• Team Falls Apart – Your team is like a wolf pack with different roles to support each other. A wolf-pack in which the hunter is not hunting, watcher is not watching, and leader is not leading will be led astray. Likewise, your technology lead will pack up his tools as they were catching dust. Sales person will not go that extra mile to close a deal because he does not believe in what he is selling. The business development lead will be do consumed with putting out the fires in various parts of the business.

Psychological Side – The Inner-Strength 

  • Thinking Small – Worst of all: you start to think small – you begin running a hobby grandpa-business. You are so caught up with busy work and with lack of dollar bills you can’t afford to spend an extra nickel and as the years roll on … you abandon the big vision and your psyche has been taken over by “begging everyday”.
  • Zombie Business – Even worse – if you fall in these category – there is a high chance that you are a zombie business. Literally. You don’t have a soul, vision, you will eat any customer (even the bad ones), identity, sense of direction.
  • Identity Crisis – This happens for both – the founder and the company. Founder and the startup are married and the divorce hurts. Do you take the blame or blame the startup?  But, venture was your creation so is it not all your fault? Learn to separate your identity and dependence for self-actualization from your startup.
Zombie Business
Zombie Businesses do not know where they are going…

R.I.P of Mediocre SaaS Startup

The cancer slowly creeps in on the operational, business, and psychological parts of the startup – and even on the founders. The damage caused by the cancer eventually allows competition to kill your company or make it commit suicide. (note: not YOU. Your company or the team).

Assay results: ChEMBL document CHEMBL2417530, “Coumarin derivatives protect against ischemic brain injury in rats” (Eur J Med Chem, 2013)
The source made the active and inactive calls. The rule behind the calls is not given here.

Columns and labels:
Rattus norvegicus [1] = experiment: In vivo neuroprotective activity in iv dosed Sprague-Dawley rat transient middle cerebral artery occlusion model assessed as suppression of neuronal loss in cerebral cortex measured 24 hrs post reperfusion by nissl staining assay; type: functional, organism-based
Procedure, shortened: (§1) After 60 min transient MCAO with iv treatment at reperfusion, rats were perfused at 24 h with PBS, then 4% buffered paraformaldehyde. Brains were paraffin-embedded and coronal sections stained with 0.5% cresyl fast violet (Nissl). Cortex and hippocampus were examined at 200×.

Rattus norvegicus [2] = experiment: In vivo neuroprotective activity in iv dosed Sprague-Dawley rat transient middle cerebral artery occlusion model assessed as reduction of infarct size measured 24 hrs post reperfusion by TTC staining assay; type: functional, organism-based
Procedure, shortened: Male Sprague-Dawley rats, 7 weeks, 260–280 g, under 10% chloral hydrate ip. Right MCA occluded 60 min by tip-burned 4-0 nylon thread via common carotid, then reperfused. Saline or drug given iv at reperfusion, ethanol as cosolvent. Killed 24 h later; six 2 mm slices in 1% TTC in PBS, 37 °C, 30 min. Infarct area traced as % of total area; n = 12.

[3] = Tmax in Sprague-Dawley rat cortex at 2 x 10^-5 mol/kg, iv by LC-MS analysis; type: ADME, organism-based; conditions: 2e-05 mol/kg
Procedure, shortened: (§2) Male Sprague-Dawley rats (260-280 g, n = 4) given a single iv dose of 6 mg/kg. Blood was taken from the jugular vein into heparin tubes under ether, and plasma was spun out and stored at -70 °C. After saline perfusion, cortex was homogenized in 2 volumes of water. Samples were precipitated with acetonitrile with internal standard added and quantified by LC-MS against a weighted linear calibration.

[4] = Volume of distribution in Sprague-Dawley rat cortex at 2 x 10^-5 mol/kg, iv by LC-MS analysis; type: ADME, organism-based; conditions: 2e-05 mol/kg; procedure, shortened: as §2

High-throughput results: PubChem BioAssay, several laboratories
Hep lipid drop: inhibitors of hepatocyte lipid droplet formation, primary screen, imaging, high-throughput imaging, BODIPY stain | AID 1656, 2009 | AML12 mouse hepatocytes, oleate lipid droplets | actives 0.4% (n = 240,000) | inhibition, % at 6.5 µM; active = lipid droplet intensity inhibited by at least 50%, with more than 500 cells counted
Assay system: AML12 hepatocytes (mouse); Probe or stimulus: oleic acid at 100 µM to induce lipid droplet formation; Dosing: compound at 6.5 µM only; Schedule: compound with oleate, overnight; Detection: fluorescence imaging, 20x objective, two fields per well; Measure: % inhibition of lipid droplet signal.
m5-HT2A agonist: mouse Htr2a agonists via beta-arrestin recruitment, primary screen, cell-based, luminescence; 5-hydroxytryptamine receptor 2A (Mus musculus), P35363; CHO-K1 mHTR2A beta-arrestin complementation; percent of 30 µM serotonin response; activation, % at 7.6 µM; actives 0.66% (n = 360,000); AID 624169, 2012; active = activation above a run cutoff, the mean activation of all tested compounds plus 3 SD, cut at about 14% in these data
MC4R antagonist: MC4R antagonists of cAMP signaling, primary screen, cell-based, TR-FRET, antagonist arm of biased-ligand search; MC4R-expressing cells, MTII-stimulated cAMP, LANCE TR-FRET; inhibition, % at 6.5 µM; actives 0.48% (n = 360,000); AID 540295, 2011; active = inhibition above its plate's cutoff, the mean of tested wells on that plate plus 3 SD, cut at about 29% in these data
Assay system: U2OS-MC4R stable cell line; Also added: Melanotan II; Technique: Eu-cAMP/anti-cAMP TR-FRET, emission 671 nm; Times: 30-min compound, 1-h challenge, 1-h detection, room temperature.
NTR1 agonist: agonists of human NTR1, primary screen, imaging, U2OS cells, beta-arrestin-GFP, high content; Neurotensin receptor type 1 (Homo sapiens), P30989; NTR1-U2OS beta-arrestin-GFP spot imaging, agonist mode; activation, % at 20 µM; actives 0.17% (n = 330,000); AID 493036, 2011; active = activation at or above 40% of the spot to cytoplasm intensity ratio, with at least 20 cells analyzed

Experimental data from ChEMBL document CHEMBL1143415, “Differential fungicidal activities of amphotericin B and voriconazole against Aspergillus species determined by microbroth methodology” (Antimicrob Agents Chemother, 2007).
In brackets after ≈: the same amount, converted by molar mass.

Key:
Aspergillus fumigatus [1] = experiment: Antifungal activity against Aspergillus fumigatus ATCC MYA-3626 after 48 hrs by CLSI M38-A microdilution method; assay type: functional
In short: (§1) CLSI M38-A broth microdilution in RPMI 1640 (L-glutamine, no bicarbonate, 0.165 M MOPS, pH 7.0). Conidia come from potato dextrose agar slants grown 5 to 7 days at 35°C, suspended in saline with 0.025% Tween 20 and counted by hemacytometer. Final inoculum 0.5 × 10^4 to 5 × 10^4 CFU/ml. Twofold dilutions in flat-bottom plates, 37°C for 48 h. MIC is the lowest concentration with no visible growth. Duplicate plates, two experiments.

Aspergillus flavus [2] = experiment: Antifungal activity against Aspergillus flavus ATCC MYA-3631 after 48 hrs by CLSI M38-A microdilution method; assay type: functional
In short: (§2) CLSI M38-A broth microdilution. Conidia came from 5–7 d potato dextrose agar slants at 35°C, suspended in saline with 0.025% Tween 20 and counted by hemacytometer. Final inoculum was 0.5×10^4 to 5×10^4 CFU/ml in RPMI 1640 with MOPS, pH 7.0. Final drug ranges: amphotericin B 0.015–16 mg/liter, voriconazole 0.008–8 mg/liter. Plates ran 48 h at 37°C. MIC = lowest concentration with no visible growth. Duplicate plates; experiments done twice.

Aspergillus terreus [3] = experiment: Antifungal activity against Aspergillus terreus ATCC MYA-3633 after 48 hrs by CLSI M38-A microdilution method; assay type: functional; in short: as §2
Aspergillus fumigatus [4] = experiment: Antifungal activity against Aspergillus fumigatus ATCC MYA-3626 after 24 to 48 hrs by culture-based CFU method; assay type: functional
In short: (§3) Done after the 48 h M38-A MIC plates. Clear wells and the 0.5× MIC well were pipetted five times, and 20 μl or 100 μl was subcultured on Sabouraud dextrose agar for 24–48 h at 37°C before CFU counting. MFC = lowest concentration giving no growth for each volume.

Lessons Learned

  • Tl;dr: I built a mediocre SaaS startup, SharpScholar. Running a mediocre startup is like cancer slowly attacking each part of your company – team and vision etc until it becomes a zombie. You are constantly fighting the disease instead of building the company. The solution? Extract learnings and restart.
  • Entrepreneurship:
    • Survival – Businesses like evolution are in the game of the survival of the fittest. If you have a mediocre business, it will eventually be wiped out. Weaker get wiped out first.
    • Survival – The only way to mitigate yourself against the above is to focus on growth.
    • Financing – Bootstrap only if growth is self-sustainable otherwise you are giving aspiring to a dying patient.
    • Entrepreneurial Gut – Seize the opportunity to learn from creating a mediocre company and go back to drawing board to do it right.
  • Communication / Teamwork: Clarity of mission, vision, and purpose (who, what, how) are key for a high-performing team to function – just like a wolf-pack.
  • *Caveats – There are far too many to be listed here. Best way to summarize in one-sentence is that I would not have it any other way. My philosophy in life is to learn from it and try again – as there is no permanent failure.